Photo by Tommaso Fornoni
Artillery Row

Just add water

The Hampstead Heath ponds offer a recipe for the perfect summer afternoon

The swimming ponds on Hampstead Heath are one of London’s treasures. With 2021 offering up a last scattered handful of hot afternoons before what looks to be a grim winter, what better way to see off the summer that scarcely was?

Writing about it, however, poses something of a professional challenge. There have been an awful lot of pieces about what is sometimes called “wild swimming”. Or rather, as one despairing journalist noted, there has basically been one piece, written over and over again:

You were apprehensive at first; the water is cold; you’re now both closer to nature and, somehow, your own soul; you’ve googled some mental health stats; we know, we know.

I joked about writing said piece after a recent visit to the ponds. Alas, that joke led to this commission. If the resulting copy thus feels defensively meta in places, the reader is forewarned.

You will, at least, find no paean to cold-water swimming here. Whilst there have been one or two occasions where I have punched through the pain barrier a glacial lake in Switzerland, Parliament Hill Lido’s aluminium-lined cryogenic pod of a pool for the most part it is simply a deeply immiserating experience.

On a recent visit to Northern Ireland, for instance, I chanced a dip in the iron-grey seas of Portstewart Strand and swiftly was forced into a tooth-chattering retreat, my arms as blue as the bruise on my ego. Wim Hof and his wet-suited acolytes are welcome to wintry waters.

As a warm-weather activity, though, freshwater swimming takes some beating. 

Bathers would be more relaxed about a price increase nobody actually paid

Each of the three Hampstead Heath ponds has its own character: the ladies’ a secluded grotto set back from prying male eyes; the mixed a sort of party lagoon; the men’s a broad lake, open to spectators on two sides. The lattermost is also the only one to sport a proper diving board, and must surely therefore be a gentleman’s first choice when not in mixed company. (It used to be home to a much more spectacular diving tower, and the famous Highgate Diving Club. Only the concrete base of this now remains, and you’re not even allowed to jump off that.)

Once you’ve made your choice, the actual experience is supremely civilised. You stroll up over the Heath, past the summer flock of peacocking sunbathers, down through the shady trees that shield the changing area, and beyond the ticket inspector.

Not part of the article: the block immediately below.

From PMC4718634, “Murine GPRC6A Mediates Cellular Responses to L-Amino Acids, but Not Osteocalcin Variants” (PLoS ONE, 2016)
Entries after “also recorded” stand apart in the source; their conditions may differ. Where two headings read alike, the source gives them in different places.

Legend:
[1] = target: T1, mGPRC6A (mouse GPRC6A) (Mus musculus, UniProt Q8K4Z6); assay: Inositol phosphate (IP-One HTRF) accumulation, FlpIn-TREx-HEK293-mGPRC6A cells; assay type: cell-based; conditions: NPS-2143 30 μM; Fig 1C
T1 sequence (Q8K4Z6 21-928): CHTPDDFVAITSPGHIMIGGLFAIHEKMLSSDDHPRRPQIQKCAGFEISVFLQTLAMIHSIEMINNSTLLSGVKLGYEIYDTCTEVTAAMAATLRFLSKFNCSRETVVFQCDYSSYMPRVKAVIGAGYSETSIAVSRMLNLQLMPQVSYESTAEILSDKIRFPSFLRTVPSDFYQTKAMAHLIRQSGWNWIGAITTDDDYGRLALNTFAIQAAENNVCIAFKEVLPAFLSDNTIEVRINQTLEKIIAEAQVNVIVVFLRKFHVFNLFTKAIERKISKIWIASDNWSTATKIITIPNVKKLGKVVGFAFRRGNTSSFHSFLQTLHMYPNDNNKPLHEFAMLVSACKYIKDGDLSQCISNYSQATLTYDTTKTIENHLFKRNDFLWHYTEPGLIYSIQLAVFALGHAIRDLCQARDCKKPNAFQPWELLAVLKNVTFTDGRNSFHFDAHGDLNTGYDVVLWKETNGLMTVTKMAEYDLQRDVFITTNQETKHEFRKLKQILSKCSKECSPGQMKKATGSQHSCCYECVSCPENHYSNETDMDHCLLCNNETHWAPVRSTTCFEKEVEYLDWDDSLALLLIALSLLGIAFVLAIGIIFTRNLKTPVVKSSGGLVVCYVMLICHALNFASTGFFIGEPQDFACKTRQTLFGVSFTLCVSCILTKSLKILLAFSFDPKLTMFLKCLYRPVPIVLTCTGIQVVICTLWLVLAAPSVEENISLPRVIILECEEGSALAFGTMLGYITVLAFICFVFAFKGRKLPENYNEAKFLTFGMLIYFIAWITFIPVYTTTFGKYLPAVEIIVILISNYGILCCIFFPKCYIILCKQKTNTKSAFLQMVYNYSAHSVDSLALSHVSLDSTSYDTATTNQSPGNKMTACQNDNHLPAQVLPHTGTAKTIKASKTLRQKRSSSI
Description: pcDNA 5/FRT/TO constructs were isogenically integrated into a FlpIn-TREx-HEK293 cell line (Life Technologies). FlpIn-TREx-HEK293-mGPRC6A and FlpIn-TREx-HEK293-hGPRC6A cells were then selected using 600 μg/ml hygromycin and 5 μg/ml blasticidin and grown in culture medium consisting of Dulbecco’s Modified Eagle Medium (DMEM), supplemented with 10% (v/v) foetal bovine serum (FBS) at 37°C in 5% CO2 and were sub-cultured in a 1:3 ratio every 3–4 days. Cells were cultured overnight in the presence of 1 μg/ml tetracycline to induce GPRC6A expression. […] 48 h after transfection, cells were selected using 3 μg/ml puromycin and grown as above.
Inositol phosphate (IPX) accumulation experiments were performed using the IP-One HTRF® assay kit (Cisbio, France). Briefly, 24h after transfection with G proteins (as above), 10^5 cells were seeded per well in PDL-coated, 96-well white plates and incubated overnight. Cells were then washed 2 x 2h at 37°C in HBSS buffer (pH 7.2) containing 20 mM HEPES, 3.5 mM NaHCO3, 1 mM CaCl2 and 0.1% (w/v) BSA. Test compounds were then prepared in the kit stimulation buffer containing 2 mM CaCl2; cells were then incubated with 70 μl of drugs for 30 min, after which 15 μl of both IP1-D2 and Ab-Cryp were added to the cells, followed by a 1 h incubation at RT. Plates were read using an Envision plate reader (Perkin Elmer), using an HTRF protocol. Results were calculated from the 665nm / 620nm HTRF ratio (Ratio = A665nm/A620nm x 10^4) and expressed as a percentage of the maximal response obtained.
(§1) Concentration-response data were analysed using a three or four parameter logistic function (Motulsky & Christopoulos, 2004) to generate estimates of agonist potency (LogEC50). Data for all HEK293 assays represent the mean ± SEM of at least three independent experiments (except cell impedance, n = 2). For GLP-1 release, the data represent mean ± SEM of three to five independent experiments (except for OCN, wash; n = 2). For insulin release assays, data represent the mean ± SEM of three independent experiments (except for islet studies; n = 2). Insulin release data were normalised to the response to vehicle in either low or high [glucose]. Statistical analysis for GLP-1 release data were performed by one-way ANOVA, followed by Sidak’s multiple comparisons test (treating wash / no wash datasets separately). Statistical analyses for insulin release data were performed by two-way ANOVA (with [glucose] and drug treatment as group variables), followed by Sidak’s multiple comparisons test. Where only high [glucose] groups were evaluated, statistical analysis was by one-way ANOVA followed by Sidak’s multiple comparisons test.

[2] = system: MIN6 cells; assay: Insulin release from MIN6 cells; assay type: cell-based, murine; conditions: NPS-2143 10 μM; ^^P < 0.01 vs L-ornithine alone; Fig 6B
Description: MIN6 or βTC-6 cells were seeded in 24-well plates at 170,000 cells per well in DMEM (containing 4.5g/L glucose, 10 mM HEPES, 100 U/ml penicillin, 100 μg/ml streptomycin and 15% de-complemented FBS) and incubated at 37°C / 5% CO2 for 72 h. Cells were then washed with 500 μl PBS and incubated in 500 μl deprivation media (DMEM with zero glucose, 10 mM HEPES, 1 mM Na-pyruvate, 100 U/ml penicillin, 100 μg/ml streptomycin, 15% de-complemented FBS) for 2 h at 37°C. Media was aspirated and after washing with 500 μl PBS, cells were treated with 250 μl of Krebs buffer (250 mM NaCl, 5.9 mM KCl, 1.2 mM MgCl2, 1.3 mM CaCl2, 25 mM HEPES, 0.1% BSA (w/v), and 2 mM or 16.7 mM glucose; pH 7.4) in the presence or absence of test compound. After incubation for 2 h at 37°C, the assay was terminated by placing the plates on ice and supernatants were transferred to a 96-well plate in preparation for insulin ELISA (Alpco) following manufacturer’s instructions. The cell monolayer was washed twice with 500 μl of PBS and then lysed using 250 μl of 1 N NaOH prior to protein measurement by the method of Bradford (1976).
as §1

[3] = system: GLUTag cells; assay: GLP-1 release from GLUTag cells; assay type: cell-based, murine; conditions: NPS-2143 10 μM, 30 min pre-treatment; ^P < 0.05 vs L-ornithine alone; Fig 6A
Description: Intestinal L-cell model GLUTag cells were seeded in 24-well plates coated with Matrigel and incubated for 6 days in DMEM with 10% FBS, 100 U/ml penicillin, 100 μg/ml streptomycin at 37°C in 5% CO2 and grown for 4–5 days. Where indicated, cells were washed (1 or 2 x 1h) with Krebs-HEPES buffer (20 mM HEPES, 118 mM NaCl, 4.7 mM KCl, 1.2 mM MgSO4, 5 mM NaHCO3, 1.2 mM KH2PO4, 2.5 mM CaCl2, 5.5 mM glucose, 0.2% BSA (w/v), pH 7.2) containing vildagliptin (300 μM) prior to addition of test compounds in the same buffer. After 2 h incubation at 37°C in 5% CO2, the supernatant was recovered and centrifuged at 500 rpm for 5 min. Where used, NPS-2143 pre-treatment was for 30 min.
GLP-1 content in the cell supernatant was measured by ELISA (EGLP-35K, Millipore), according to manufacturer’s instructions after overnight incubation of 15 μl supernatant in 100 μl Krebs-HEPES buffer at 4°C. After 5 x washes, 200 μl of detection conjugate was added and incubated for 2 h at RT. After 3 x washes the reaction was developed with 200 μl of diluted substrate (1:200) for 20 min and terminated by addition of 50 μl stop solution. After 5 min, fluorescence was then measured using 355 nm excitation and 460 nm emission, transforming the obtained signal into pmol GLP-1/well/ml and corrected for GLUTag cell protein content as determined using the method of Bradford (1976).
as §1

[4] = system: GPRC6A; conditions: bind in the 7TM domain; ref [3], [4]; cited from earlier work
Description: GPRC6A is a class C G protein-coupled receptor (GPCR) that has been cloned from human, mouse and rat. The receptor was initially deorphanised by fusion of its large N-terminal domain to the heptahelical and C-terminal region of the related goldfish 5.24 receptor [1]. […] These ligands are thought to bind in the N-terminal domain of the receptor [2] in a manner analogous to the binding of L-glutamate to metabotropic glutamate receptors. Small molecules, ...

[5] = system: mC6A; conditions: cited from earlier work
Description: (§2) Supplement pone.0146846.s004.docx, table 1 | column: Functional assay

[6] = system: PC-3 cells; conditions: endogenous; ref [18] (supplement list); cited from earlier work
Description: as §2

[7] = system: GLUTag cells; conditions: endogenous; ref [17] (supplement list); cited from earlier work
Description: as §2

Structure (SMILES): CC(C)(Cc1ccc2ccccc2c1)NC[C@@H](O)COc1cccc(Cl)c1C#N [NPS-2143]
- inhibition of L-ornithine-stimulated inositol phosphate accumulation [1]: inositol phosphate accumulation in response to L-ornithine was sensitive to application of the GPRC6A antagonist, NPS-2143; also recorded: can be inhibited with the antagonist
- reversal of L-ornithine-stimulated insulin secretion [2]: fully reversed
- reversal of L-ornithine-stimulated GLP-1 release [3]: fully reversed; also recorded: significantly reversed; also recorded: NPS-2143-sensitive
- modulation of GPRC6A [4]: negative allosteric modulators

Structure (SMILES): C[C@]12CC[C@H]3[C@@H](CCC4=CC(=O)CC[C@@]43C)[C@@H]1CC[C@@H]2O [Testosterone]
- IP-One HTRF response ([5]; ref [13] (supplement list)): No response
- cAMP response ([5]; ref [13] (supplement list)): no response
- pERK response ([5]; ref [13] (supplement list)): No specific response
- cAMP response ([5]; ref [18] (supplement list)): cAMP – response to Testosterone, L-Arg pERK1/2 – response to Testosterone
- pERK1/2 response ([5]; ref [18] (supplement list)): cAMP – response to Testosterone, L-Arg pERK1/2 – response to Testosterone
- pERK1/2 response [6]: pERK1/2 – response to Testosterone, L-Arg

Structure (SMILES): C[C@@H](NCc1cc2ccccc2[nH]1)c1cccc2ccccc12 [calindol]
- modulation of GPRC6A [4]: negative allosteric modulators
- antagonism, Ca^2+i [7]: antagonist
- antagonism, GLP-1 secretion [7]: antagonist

This last is a recent and not-uncontroversial addition, the City of London Corporation (which oversees the Heath) having taken advantage of the Government locking everyone in their houses for months to impose both a hike in the cost of bathing and, more radically, an employee to check you’ve paid it. 

Traditionally, bathers walked past the unguarded sign advertising the £2 entry fee without paying it much mind. No less than the co-chairman of the Kenwood Ladies Pond Association told the Times, on the record, that: “It isn’t so much the increase in the charge, it’s the enforcement of it that goes totally contrary to the spirit of the Heath.”

One can see why bathers would be much more relaxed about a price increase nobody actually paid. But given that the number of visitors more than doubled over the past ten years and the work-from-home revolution gives millions more the chance to steal away for a mid-afternoon dip making us pay for sufficient lifeguards seems defensible.

Fresh water smells (as it tastes) only of itself

Now you’re through to the changing area, then the nude sunbathers who now apparently have the run of it since their special fenced-off area has been scrapped and, at last, you’re at the water. Unless you’ve picked one of the few genuinely scorching days of any British summer, when the green water is balmy and cool, it will probably be cold at first, although not terribly so. Power through it: on a warm day the discomfort fades quickly enough, and then you’re free to enjoy a swimming experience unlike any other.

Yes, there is a degree of getting “closer to nature”: exotic parakeets in the trees, imperious seagulls on the life-rings, complacent coots around the jetty. But there are other advantages too. If you’re minded to put in some distance, I find it psychologically much easier to do three circuits of the pond than forty lengths of an ordinary swimming pool. And then there’s the diving board.

It is also (perhaps counter-intuitively, given all the mud) extremely clean. None of the chemical tang of a dip in chlorine, nor the sinus-scouring harshness of salt. Instead, you emerge bearing only the gentle scent of fresh water, which smells (as it tastes, in other contexts) only of itself.

Then you’re out. Lingering in the changing area after towelling off is less appealing in the new order more nudists, and the strong impression that the No Smoking signs might, like the price list, be actually enforced now.

But finding a decent spot on the Heath for a read or a nap is essential to the true ponds experience. And you will carry something of the water with you when you go, at least until the noise and crowds of London scour it off.

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